-           In the middle of a Noah-dimensions downpour on a November afternoon God rejoiced when we topped off the new McGoldrick Learning Commons with a steel beam on which God saw the late Harold Daubenspeck’s name, who honored his beloved professor and friend of 1932‑1936, Fr. McGoldrick, by making the gift that named the new building for him at the center of our campus.

-           God rejoiced over a group of Native American students who sat around a table, 13 of us in all, two weeks ago and exclaimed they had never seen so many of their own kind, college students, in one place, succeeding, overcoming loneliness, cultural dislocation, and discrimination, to make it in higher education, at Seattle U.  God rejoiced and laughed to look over this miraculous group after sending American Indians four times to St. Louis to drag the Jesuits out here to the Northwest in the first place in 1841.

-           God rejoiced over a 17 year old shy Ethiopian girl named Tsehay Adebe in my office coming to me because she needs more help beyond her Presidential Scholarship, the brightest girl I’ve ever met, an Ethiopian Orthodox Christian, who came all the way to us from her family in Ethiopia, the girl against odds to go to college rather than her brothers, to do pre‑med and become a doctor and to go back to help her people.  God will provide for Tsehay because God takes joy in her brilliance, her undaunted will, and in her people.

-           God rejoiced over me and had a very good laugh at my expense when a sophomore, Katie Wieliczkjewicz, came to tell me all about the Residence Hall Association, of which she is president, with their residence hall councils.  Katie stole my heart because she too is from Alaska, from Wasilla, and wants to go into politics (and perhaps can see Russia from her backyard!).  God had a good laugh when I set myself up by saying if ever there was any event Katie would like me to attend, I’d be glad to, and when Katie replied, “Great, Fr. Steve, because tomorrow, Saturday, we are having the competition between residence halls we call ‘the Hallympics’, with tug-a-war, frisbee throwing, and a pie-eating contest… and we’d love you to be in the pie-eating contest!”  Presidential pause.  “Well, Katie, what time will that be?”  Katie, excitedly, “4:30.”  Then I thought:  the perfect presidential response.   “Well, Katie, I’d really love to but I’ve got something else I have to do at that time.”  No pause.  Katie of Wasilla looking me in the eye and I think with a twinkle in hers, at least I hope so:  “Fr. Steve, I’d say you can say you’ve got an appointment to do something else at 4:30 on Saturday only if at 5:00 you’ve got an appointment to go to confession!”  God so rejoiced over Katie W. the Catholic of Wasilla getting my number that he nearly tumbled out of heaven and got into the pie-eating contest himself.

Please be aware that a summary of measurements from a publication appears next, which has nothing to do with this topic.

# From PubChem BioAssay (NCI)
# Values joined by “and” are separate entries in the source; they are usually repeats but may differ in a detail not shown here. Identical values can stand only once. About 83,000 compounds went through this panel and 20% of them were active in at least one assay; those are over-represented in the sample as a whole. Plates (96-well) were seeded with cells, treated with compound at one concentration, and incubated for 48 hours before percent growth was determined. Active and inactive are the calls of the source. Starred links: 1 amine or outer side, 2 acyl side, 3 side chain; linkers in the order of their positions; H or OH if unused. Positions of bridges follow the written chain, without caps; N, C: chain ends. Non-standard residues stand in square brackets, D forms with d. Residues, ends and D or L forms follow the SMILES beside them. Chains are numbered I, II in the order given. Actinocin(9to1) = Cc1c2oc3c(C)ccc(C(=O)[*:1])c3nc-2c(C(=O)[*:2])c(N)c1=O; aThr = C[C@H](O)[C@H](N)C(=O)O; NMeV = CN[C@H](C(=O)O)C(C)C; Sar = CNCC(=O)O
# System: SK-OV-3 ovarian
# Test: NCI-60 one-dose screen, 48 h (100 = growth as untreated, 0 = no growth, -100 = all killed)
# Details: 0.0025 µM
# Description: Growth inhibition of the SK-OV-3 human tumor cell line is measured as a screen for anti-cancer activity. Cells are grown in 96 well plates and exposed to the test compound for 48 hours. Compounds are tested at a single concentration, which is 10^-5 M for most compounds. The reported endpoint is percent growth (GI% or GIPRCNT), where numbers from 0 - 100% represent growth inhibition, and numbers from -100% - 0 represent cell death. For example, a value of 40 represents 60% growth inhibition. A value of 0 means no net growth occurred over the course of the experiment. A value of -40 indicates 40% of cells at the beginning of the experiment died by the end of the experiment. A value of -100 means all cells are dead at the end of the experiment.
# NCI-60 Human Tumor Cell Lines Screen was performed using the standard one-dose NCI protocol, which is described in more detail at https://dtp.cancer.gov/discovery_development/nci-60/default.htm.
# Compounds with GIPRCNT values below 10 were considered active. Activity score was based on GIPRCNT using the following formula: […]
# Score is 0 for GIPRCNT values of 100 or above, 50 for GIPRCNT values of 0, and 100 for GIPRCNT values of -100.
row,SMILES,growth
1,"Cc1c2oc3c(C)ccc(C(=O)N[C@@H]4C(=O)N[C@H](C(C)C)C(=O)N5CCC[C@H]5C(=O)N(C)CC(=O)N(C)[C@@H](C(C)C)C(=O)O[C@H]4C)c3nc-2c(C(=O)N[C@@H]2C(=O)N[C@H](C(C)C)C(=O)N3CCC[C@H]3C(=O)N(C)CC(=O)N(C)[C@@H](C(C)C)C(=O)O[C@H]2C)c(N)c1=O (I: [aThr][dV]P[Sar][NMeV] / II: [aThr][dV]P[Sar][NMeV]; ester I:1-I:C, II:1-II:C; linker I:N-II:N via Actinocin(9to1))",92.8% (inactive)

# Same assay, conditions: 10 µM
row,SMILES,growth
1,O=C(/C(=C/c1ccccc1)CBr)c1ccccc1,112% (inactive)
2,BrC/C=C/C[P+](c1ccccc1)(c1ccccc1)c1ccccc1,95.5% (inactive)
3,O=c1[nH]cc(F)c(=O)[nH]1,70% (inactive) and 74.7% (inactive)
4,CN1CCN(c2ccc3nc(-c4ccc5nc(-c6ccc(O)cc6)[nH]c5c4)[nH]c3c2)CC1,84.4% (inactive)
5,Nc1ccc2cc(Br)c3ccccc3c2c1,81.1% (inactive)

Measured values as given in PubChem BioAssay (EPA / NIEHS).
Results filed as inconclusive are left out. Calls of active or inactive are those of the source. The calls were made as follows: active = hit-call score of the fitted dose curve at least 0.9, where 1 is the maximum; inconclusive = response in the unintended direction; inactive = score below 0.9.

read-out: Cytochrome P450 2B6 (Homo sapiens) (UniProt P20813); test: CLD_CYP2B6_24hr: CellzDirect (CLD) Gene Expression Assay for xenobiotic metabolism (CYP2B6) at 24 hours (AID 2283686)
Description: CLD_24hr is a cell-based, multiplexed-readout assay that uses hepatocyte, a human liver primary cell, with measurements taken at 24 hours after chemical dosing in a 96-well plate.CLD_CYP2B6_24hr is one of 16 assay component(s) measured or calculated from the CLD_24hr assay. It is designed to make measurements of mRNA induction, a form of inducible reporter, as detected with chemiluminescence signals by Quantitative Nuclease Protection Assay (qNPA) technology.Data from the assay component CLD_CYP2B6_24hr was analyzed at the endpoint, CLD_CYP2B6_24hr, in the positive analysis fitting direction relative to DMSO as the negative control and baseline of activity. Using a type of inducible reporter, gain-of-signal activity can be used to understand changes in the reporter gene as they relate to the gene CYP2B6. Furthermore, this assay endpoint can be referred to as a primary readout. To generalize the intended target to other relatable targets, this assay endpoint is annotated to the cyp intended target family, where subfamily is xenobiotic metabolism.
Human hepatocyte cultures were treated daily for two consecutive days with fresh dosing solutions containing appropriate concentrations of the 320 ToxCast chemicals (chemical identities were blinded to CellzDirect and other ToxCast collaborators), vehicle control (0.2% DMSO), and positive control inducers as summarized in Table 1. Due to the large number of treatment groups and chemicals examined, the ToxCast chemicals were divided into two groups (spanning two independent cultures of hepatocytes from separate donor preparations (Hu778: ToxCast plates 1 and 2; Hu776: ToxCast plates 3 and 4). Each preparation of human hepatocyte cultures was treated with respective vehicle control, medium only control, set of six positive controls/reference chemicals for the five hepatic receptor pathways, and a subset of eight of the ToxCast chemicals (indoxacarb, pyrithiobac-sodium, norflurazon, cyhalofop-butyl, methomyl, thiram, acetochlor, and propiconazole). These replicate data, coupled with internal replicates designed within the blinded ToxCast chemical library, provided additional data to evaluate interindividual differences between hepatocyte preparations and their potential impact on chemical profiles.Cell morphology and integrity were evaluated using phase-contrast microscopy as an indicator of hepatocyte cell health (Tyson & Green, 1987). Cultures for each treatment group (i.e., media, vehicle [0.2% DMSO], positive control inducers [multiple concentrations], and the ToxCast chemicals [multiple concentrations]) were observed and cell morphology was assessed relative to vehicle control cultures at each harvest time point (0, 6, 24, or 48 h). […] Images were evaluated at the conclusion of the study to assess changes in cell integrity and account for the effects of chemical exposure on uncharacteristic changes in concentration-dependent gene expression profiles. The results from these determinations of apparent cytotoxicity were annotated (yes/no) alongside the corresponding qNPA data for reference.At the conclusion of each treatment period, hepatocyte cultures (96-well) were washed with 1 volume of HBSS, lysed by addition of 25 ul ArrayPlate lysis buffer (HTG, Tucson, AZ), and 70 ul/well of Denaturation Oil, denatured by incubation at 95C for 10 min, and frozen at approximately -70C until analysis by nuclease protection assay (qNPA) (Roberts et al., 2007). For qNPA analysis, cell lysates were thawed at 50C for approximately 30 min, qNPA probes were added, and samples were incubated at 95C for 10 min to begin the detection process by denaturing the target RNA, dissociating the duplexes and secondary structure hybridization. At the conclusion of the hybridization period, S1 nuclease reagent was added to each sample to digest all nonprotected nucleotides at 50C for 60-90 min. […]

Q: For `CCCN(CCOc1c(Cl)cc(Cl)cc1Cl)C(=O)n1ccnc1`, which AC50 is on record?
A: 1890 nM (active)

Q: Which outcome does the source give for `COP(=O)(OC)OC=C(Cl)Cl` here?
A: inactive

-           And just last weekend God rejoiced over the 100-student-strong Seattle University Choir summing up all the ways God has loved them in this fall quarter, filling St. Joseph’s Church with the sound of the angels glorifying God and proclaiming peace on earth and peace for the holidays.

Now how about you on this “Gaudete Sunday”,   this “Rejoice-Because-He-Is-Coming Sunday”?  If you were to write one of those Christmas letters not so much to your friends, but to God, telling less about all that you’ve done this year, but more about how God has rejoiced over you, in what you’ve experienced, what would you write?  What births, what lives fulfilled, what final peace through deaths, what children helped, what poor, homeless, abused protected and honored, what daily prayer and weekly worship, what human shabbiness loved, what good news preached by how you live, what heart—your own—surrendered and given to God?  Try it and see if you can do a very hard thing—especially for Catholics—letting God rejoice fully over you.

In the end far more beautiful than any mosque or monastery or church filled with glorious music or this chapel is the exquisite temple of your heart.  That is where God who loves you rejoices in you as at a festival, is glad because of you, and prepares a joyful place for receiving the Savior who comes.

Click here to read more homilies and speeches by Fr. Sundborg.